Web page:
A Guide to Hiking the Sierra Nevada Mountains

Sierra Mountains Hiking: Landscapes and Terrain

Mount Whitney is the highest mountain in the lower 48 United States, and hikers can ascend to its 14,494-foot (4,418-meter) peak.
Mount Whitney is the highest mountain in the lower 48 United States, and hikers can ascend to its 14,494-foot (4,418-meter) peak.
Mark Lewis/Photodisc/Getty Images

In Spanish, Sierra Nevada means snow-covered mountain range. And sure enough, the Sierras don't fool around when it comes to frozen precipitation. In 1991, the Tamarack area between Lake Tahoe and Yosemite set a record when it got 32.5 feet (9.9 meters) of snow in one month. Some of the highest Sierra elevations are snow-covered well into the summer [source: Virtual Museum].

In addition to snow, the feature that dominates the Sierra landscape is granite. The range was formed from an enormous block of granite, raised and tilted by geological forces over many eons. Then, glaciers and water set to work, stripping away much of the sedimentary rock at the surface and sculpting the granite bedrock below. What's left is a westward sloping range of craggy peaks, slashed by deep canyons and cliffs.

The highest mountains are in the southern Sierras, and the wide-open vistas above the tree line there are a hiker's dream. Mount Whitney is the highest of them all, and the ascent to the top of the 14,494-foot (4,418-meter) peak can be made as a long day hike or as a two-day backpacking trip [source: USGA].

Rivers are an important part of the Sierra Nevada terrain. In spring, 15 major river systems and watersheds carry water from melting snow down the slopes, deepening canyons and providing 60 percent of California's water through a system of canals and aqueducts [source: Virtual Museum].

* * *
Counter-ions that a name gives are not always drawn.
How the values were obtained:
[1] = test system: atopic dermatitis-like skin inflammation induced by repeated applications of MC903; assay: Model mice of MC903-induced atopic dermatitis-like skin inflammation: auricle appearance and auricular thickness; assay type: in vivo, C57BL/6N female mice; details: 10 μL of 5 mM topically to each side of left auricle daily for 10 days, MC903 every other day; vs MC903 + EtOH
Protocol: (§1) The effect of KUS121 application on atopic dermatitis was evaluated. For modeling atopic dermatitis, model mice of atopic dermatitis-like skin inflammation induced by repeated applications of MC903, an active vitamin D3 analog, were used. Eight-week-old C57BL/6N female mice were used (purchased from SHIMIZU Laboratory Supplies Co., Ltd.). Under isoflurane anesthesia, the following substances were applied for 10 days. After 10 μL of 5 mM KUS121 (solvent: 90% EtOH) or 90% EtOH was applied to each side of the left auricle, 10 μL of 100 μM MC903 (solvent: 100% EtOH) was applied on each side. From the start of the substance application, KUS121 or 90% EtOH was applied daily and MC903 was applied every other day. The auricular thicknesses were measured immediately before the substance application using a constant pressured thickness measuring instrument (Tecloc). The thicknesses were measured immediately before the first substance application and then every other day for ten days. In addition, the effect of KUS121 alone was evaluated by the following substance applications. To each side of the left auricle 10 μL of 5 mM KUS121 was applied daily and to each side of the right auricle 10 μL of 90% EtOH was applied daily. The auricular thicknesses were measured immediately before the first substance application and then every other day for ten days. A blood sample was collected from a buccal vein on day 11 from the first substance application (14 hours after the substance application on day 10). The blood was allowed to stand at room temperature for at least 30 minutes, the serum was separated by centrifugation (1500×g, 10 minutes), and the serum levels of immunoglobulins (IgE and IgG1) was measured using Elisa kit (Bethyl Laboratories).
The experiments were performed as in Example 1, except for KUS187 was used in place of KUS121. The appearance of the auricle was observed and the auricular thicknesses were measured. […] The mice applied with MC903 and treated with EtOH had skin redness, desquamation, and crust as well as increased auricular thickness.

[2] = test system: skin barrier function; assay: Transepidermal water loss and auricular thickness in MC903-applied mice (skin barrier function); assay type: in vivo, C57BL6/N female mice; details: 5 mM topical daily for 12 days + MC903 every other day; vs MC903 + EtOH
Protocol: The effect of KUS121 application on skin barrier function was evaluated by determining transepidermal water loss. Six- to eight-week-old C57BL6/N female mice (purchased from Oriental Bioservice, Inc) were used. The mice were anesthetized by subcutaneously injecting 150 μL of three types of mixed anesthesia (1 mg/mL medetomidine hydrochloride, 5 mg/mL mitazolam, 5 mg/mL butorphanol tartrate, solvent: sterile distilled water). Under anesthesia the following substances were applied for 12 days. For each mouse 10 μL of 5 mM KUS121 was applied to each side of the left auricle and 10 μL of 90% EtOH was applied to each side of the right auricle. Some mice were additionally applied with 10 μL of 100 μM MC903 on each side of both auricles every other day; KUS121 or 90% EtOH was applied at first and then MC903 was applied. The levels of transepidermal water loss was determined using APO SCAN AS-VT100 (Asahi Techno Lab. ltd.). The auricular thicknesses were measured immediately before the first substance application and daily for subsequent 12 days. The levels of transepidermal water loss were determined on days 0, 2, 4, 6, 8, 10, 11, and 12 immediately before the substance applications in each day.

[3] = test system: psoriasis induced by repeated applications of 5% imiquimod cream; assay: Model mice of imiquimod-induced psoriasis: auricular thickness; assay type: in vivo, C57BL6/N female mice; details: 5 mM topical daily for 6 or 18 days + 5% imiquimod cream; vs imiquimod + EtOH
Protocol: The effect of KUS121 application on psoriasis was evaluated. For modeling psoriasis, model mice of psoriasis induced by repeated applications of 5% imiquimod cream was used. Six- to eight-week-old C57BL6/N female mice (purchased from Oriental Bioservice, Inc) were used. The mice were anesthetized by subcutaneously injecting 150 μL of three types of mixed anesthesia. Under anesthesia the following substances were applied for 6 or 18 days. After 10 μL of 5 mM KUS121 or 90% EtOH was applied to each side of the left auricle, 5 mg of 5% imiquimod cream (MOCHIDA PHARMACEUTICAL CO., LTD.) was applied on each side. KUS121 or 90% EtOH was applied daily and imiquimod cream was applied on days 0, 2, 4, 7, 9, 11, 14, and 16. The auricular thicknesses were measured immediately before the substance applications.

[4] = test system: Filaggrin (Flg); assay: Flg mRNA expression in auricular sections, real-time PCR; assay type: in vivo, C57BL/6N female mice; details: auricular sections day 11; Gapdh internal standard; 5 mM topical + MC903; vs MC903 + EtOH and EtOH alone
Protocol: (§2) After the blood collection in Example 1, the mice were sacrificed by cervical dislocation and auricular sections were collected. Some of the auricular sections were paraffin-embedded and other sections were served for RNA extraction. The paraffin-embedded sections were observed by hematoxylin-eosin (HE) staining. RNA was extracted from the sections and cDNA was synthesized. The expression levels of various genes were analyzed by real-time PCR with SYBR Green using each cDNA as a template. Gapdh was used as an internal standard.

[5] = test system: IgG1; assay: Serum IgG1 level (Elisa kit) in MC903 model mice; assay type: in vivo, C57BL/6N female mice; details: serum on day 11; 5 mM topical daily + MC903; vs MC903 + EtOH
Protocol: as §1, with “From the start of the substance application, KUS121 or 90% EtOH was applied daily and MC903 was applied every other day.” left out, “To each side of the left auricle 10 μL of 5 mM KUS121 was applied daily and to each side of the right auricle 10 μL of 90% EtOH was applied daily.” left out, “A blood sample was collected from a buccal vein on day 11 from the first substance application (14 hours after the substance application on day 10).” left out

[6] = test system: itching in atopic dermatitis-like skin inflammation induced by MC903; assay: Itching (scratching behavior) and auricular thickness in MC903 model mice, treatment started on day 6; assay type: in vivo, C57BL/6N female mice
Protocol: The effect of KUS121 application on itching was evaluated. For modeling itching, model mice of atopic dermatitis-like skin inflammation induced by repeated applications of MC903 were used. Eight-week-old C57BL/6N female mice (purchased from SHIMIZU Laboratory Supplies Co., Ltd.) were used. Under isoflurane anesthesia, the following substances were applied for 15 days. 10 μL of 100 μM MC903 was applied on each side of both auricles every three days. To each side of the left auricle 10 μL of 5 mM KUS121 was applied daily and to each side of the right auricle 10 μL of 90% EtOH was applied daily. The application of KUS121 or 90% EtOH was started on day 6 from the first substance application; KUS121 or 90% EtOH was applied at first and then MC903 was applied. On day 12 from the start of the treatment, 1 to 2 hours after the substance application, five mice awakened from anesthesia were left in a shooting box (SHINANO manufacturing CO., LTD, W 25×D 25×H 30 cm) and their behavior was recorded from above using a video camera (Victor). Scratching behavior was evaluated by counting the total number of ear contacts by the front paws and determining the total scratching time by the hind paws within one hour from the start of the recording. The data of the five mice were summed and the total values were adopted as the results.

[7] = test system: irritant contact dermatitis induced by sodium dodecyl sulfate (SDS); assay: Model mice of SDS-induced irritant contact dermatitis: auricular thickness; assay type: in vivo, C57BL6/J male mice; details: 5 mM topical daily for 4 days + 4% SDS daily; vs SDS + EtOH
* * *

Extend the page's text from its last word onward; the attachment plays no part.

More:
Plants are a distinctive part of the Sierra landscape. Hikers come from around the world to view the trees, which include towering ponderosa pines and the monumental sequoias. Some of the sequoias, a type of redwood, are 3,500 years old. The General Sherman tree in Sequoia National Park is 272 feet (83 meters) high and 27.5 feet (8.4 meters) in diameter [source: Virtual Museum]. At higher elevations, lodgepole pines and mountain hemlocks twist into baroque forms.

As you hike through the Sierras, you'll encounter a fascinating variety of terrain and landscape features. For example, there are 100 small glaciers -- the southernmost glaciers in the U.S. -- scattered through the high peaks. They reside among the alpine lakes of the region, which are defined as lakes above 5,000 feet. Lake Tahoe is the most famous of them. You'll also find caves carved out of marble -- Crystal Cave in Sequoia National Park is one that allows tours. In other parts of the Sierras, you'll find deep canyons, waterfalls, volcanic rock and hot springs.

If your hiking feet are eager to get on the trail, read on to check out the accommodations that are available in the Sierras.